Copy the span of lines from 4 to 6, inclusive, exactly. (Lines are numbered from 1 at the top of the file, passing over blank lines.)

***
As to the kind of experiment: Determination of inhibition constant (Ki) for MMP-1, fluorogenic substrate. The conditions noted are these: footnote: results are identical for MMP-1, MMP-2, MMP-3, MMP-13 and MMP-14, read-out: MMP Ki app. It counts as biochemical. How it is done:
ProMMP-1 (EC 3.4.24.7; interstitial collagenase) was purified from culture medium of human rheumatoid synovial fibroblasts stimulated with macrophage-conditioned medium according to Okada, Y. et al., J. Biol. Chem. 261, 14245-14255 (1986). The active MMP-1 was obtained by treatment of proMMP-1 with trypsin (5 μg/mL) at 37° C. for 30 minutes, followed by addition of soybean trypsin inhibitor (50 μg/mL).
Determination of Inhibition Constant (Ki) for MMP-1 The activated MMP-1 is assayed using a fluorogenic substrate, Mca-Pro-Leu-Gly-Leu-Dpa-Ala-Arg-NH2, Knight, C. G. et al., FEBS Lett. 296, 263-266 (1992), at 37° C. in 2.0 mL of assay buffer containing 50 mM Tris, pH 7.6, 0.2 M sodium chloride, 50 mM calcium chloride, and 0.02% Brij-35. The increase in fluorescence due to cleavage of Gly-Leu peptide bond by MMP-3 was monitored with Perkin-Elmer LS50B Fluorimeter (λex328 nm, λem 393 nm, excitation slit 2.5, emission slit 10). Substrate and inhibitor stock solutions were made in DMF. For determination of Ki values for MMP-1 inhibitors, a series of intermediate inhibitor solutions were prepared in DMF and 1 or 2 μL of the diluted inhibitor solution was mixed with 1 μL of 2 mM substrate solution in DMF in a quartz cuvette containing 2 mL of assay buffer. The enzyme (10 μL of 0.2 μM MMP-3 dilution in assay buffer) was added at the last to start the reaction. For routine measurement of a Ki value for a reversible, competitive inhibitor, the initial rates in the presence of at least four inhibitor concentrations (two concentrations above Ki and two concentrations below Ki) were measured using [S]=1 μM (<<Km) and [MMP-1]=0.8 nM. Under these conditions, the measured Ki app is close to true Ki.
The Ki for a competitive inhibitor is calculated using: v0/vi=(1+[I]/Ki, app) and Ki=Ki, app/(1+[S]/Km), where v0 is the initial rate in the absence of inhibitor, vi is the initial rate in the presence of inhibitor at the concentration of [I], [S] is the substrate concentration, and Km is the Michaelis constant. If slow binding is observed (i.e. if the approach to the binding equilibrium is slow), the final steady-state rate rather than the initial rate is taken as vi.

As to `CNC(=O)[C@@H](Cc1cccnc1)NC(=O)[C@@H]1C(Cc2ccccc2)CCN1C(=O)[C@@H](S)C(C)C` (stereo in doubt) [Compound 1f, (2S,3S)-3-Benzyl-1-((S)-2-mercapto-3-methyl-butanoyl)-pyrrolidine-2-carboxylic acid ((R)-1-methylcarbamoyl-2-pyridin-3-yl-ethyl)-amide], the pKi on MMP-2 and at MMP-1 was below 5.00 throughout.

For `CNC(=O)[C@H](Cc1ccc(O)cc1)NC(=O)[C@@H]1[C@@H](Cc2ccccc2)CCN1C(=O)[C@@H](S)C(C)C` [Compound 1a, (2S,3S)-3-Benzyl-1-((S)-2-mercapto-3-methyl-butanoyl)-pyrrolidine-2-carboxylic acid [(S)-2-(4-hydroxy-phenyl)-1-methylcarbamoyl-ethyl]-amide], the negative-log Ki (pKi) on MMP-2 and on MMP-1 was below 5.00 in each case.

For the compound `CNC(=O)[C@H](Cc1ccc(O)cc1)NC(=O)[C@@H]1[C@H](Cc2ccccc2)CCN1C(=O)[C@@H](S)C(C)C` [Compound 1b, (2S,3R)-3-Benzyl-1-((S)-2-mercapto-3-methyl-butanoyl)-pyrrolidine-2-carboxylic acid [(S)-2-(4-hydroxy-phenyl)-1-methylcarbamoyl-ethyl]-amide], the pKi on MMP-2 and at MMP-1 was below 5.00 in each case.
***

The Ki for a competitive inhibitor is calculated using: v0/vi=(1+[I]/Ki, app) and Ki=Ki, app/(1+[S]/Km), where v0 is the initial rate in the absence of inhibitor, vi is the initial rate in the presence of inhibitor at the concentration of [I], [S] is the substrate concentration, and Km is the Michaelis constant. If slow binding is observed (i.e. if the approach to the binding equilibrium is slow), the final steady-state rate rather than the initial rate is taken as vi.

As to `CNC(=O)[C@@H](Cc1cccnc1)NC(=O)[C@@H]1C(Cc2ccccc2)CCN1C(=O)[C@@H](S)C(C)C` (stereo in doubt) [Compound 1f, (2S,3S)-3-Benzyl-1-((S)-2-mercapto-3-methyl-butanoyl)-pyrrolidine-2-carboxylic acid ((R)-1-methylcarbamoyl-2-pyridin-3-yl-ethyl)-amide], the pKi on MMP-2 and at MMP-1 was below 5.00 throughout.

For `CNC(=O)[C@H](Cc1ccc(O)cc1)NC(=O)[C@@H]1[C@@H](Cc2ccccc2)CCN1C(=O)[C@@H](S)C(C)C` [Compound 1a, (2S,3S)-3-Benzyl-1-((S)-2-mercapto-3-methyl-butanoyl)-pyrrolidine-2-carboxylic acid [(S)-2-(4-hydroxy-phenyl)-1-methylcarbamoyl-ethyl]-amide], the negative-log Ki (pKi) on MMP-2 and on MMP-1 was below 5.00 in each case.